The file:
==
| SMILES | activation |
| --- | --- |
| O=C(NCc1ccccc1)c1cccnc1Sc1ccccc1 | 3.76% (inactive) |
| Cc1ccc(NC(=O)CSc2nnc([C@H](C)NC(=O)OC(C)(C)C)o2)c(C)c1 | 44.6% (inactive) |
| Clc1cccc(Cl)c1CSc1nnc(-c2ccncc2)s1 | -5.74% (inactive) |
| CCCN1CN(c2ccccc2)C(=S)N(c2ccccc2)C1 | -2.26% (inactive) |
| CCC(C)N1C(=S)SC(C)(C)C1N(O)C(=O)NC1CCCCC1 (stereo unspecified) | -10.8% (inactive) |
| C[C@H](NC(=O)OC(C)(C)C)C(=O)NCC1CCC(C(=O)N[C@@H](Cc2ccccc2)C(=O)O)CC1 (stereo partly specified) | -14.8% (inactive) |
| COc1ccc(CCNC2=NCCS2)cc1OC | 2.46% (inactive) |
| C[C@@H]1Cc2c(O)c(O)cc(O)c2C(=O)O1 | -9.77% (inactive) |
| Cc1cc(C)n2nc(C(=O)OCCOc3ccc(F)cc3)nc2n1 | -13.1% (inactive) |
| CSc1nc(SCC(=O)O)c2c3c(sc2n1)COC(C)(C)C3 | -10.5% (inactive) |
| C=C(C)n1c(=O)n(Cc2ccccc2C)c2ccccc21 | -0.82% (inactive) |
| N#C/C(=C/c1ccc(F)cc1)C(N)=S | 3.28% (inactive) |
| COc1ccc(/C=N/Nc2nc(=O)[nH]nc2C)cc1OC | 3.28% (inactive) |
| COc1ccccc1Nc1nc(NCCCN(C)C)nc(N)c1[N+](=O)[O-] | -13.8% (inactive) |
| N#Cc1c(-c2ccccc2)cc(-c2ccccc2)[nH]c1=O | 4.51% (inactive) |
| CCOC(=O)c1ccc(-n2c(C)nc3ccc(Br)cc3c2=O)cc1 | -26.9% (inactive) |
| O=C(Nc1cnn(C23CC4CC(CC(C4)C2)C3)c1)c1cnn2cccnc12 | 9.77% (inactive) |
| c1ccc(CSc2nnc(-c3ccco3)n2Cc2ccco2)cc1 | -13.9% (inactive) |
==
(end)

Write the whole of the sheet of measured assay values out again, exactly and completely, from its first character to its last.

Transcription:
| SMILES | activation |
| --- | --- |
| O=C(NCc1ccccc1)c1cccnc1Sc1ccccc1 | 3.76% (inactive) |
| Cc1ccc(NC(=O)CSc2nnc([C@H](C)NC(=O)OC(C)(C)C)o2)c(C)c1 | 44.6% (inactive) |
| Clc1cccc(Cl)c1CSc1nnc(-c2ccncc2)s1 | -5.74% (inactive) |
| CCCN1CN(c2ccccc2)C(=S)N(c2ccccc2)C1 | -2.26% (inactive) |
| CCC(C)N1C(=S)SC(C)(C)C1N(O)C(=O)NC1CCCCC1 (stereo unspecified) | -10.8% (inactive) |
| C[C@H](NC(=O)OC(C)(C)C)C(=O)NCC1CCC(C(=O)N[C@@H](Cc2ccccc2)C(=O)O)CC1 (stereo partly specified) | -14.8% (inactive) |
| COc1ccc(CCNC2=NCCS2)cc1OC | 2.46% (inactive) |
| C[C@@H]1Cc2c(O)c(O)cc(O)c2C(=O)O1 | -9.77% (inactive) |
| Cc1cc(C)n2nc(C(=O)OCCOc3ccc(F)cc3)nc2n1 | -13.1% (inactive) |
| CSc1nc(SCC(=O)O)c2c3c(sc2n1)COC(C)(C)C3 | -10.5% (inactive) |
| C=C(C)n1c(=O)n(Cc2ccccc2C)c2ccccc21 | -0.82% (inactive) |
| N#C/C(=C/c1ccc(F)cc1)C(N)=S | 3.28% (inactive) |
| COc1ccc(/C=N/Nc2nc(=O)[nH]nc2C)cc1OC | 3.28% (inactive) |
| COc1ccccc1Nc1nc(NCCCN(C)C)nc(N)c1[N+](=O)[O-] | -13.8% (inactive) |
| N#Cc1c(-c2ccccc2)cc(-c2ccccc2)[nH]c1=O | 4.51% (inactive) |
| CCOC(=O)c1ccc(-n2c(C)nc3ccc(Br)cc3c2=O)cc1 | -26.9% (inactive) |
| O=C(Nc1cnn(C23CC4CC(CC(C4)C2)C3)c1)c1cnn2cccnc12 | 9.77% (inactive) |
| c1ccc(CSc2nnc(-c3ccco3)n2Cc2ccco2)cc1 | -13.9% (inactive) |